All Articles Tagged "marriage advice"
It’s always pretty entertaining to hear celebs offer marital advice. Earlier this month rapper Akon suggested that polygamy is the answer to America’s sucky divorce rate.
“If America adopted that [pologamy] culture there would be less domestic disputes. The average guy in the world has a main girl and they got a side chick. And then they got a jumpoff,” Akon explained.
Getting On actress Niecy Nash also has some marital advice and thankfully, her cure for divorce is far less outlandish than Akon’s. Well, depending on who you ask. Niecy says that an ugly divorce can be avoided with a daily dose of oral sex.
“If you’re in a relationship or married, I would say, a BJ a day keeps the divorce attorney away,” Niecy said during a recent interview with Wendy Williams.
Realizing how blatantly honest her response was, she then tried to back track, remembering that her children were probably watching.
“Oh no! Wait a minute, my children might be watching. Kids, turn off the TV! You didn’t see that!”
The Soul Man actress also discussed her recently released relationships book, It’s Hard to Fight N*ked.
“The book is a little bit about everything. It’s for you if you’re in the beginning of a relationship, don’t have one, wanna have a man, looking for a man. It’s a lot of fun.”
She also gushed about her husband of two years, Jay Parker.
“Uhhhh, I love being married. I love being married to him even more. You know what I found out? The man that I’m married to today is the same man I dated. He’s consistent and I like that.”
Watch Niecy’s interview on the next page. What do you think of her advice?
One of the first questions I was asked not long after my wedding was, “Did you have your first fight yet?” I laughed because my husband and I had a little tiff during what most would call the “honeymoon” stage. Granted, we’ve had several arguments long before we got married, so having a disagreement isn’t new to us. But having an argument not long after you say “I do” can sting a little bit more than normal. One bit of advice most new brides and grooms get prior to walking down the aisle is “never go to bed angry.” I try to put that into practice most of the time because I understand not wanting to go to bed mad at your baby. Tomorrow isn’t promised, so it makes sense to not take love and life for granted.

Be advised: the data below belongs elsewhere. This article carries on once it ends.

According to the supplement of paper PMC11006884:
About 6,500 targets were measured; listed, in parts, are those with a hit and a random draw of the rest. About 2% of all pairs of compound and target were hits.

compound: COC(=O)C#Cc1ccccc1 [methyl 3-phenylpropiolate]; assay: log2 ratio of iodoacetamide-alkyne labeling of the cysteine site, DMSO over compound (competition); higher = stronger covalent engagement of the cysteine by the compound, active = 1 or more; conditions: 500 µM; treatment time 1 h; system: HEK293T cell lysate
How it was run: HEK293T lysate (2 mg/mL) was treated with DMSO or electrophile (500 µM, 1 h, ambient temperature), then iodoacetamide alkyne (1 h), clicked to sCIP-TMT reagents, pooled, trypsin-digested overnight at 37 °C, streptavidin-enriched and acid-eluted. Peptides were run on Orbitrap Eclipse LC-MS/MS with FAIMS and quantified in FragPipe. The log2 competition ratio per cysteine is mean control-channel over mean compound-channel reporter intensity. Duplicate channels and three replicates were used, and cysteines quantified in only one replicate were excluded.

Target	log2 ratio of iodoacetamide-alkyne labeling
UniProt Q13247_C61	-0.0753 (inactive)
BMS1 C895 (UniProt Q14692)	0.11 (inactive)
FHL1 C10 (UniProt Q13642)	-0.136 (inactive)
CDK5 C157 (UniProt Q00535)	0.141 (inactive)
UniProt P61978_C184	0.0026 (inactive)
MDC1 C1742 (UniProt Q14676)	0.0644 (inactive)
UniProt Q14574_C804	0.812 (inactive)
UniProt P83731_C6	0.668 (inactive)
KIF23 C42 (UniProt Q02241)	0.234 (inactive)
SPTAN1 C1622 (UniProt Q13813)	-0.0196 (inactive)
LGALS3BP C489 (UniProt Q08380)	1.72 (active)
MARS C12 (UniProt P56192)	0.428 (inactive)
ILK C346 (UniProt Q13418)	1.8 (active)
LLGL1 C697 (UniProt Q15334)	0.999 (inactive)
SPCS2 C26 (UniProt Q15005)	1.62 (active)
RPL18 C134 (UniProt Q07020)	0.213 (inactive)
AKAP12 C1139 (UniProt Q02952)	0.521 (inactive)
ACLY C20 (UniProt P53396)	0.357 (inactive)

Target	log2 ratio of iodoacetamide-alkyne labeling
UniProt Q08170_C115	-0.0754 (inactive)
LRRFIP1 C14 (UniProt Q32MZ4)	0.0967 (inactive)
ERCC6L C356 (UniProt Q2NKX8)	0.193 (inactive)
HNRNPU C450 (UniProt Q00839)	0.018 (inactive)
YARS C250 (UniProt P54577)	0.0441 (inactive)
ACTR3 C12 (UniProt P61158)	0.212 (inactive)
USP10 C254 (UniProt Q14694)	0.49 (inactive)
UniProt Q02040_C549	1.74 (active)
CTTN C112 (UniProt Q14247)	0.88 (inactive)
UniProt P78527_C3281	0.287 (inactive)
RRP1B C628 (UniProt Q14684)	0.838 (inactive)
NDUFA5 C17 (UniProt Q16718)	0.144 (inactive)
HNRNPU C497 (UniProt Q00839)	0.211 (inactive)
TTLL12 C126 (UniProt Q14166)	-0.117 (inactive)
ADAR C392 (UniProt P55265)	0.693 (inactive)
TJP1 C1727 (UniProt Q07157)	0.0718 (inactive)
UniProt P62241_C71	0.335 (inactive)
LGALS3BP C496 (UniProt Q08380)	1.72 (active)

However, I said I put that advice to practice “most” times because I actually do think there are times when going to bed angry or sleeping on it rather than arguing all night is a better idea. Here me out.
If you’re familiar with the Ne-Yo song “Mad,” you may recall these verses:
She’s staring at me, I’m sitting wondering what she’s thinking
Ummm Nobody’s talking, cause’ talking just turns into screaming
And now yes I’m yelling over her, she yelling over me,
all that that means is neither of us are listening,
and what’s even worse, that we don’t even remember why we’re fighting
So, in that case…I think it’s okay to go to bed angry. I know that goes against all the couples or marriage advice out there, but think about it. Trying to stay up to resolve an issue may actually do more harm than good. Sometimes things are said that we may not mean, words are spoken that we cannot take back and no one is thinking logically, especially when you’re sleepy.
We fall into this place where you ain’t backing down, and I ain’t backing down,
so what the hell do we do now?
When you’re angry and tired, you’re not thinking straight. That’s when real damage can be done, especially if it’s clear that neither of you are listening to each other and are no where near finding any common ground anytime soon. If neither of you are backing down at that moment, just walk away and take your behinds to sleep. Once you get some rest, you can awake refreshed with a better perspective on your disagreement; even if you’re still angry, you may be able to see your situation in a more reasonable light. Perhaps then, you and your partner will be able to discuss your differences without yelling or arguing.